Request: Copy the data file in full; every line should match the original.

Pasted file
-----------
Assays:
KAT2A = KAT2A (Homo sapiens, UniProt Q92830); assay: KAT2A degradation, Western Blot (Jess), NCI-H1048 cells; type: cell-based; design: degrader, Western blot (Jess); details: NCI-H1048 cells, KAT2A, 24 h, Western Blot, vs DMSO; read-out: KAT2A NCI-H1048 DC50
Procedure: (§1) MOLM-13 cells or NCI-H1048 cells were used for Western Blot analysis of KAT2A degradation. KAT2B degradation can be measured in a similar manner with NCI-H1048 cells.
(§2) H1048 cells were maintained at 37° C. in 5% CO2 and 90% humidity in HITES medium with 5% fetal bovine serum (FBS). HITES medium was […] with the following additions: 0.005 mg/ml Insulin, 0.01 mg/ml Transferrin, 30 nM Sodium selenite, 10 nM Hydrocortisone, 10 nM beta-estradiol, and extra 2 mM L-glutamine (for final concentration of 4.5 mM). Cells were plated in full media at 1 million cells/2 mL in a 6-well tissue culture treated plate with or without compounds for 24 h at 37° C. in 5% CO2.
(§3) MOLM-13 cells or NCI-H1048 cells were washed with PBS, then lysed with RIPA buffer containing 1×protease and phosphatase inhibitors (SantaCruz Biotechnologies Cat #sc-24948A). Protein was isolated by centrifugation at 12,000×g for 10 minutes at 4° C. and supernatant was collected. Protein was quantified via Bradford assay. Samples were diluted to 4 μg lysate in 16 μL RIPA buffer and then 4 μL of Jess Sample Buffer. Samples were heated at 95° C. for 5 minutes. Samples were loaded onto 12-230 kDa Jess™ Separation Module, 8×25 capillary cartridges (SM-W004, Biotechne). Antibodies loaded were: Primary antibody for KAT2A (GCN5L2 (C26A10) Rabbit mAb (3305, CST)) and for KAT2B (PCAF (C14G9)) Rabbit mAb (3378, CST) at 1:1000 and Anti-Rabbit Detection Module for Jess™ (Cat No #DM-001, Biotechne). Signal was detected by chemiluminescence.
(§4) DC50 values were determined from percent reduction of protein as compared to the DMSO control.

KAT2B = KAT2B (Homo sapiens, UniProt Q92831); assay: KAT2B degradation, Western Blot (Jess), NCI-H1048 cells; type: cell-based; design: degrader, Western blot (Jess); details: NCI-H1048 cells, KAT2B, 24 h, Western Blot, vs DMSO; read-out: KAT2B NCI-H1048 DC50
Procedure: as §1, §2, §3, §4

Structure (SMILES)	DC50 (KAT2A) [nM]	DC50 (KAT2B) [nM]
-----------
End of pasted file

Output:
Assays:
KAT2A = KAT2A (Homo sapiens, UniProt Q92830); assay: KAT2A degradation, Western Blot (Jess), NCI-H1048 cells; type: cell-based; design: degrader, Western blot (Jess); details: NCI-H1048 cells, KAT2A, 24 h, Western Blot, vs DMSO; read-out: KAT2A NCI-H1048 DC50
Procedure: (§1) MOLM-13 cells or NCI-H1048 cells were used for Western Blot analysis of KAT2A degradation. KAT2B degradation can be measured in a similar manner with NCI-H1048 cells.
(§2) H1048 cells were maintained at 37° C. in 5% CO2 and 90% humidity in HITES medium with 5% fetal bovine serum (FBS). HITES medium was […] with the following additions: 0.005 mg/ml Insulin, 0.01 mg/ml Transferrin, 30 nM Sodium selenite, 10 nM Hydrocortisone, 10 nM beta-estradiol, and extra 2 mM L-glutamine (for final concentration of 4.5 mM). Cells were plated in full media at 1 million cells/2 mL in a 6-well tissue culture treated plate with or without compounds for 24 h at 37° C. in 5% CO2.
(§3) MOLM-13 cells or NCI-H1048 cells were washed with PBS, then lysed with RIPA buffer containing 1×protease and phosphatase inhibitors (SantaCruz Biotechnologies Cat #sc-24948A). Protein was isolated by centrifugation at 12,000×g for 10 minutes at 4° C. and supernatant was collected. Protein was quantified via Bradford assay. Samples were diluted to 4 μg lysate in 16 μL RIPA buffer and then 4 μL of Jess Sample Buffer. Samples were heated at 95° C. for 5 minutes. Samples were loaded onto 12-230 kDa Jess™ Separation Module, 8×25 capillary cartridges (SM-W004, Biotechne). Antibodies loaded were: Primary antibody for KAT2A (GCN5L2 (C26A10) Rabbit mAb (3305, CST)) and for KAT2B (PCAF (C14G9)) Rabbit mAb (3378, CST) at 1:1000 and Anti-Rabbit Detection Module for Jess™ (Cat No #DM-001, Biotechne). Signal was detected by chemiluminescence.
(§4) DC50 values were determined from percent reduction of protein as compared to the DMSO control.

KAT2B = KAT2B (Homo sapiens, UniProt Q92831); assay: KAT2B degradation, Western Blot (Jess), NCI-H1048 cells; type: cell-based; design: degrader, Western blot (Jess); details: NCI-H1048 cells, KAT2B, 24 h, Western Blot, vs DMSO; read-out: KAT2B NCI-H1048 DC50
Procedure: as §1, §2, §3, §4

Structure (SMILES)	DC50 (KAT2A) [nM]	DC50 (KAT2B) [nM]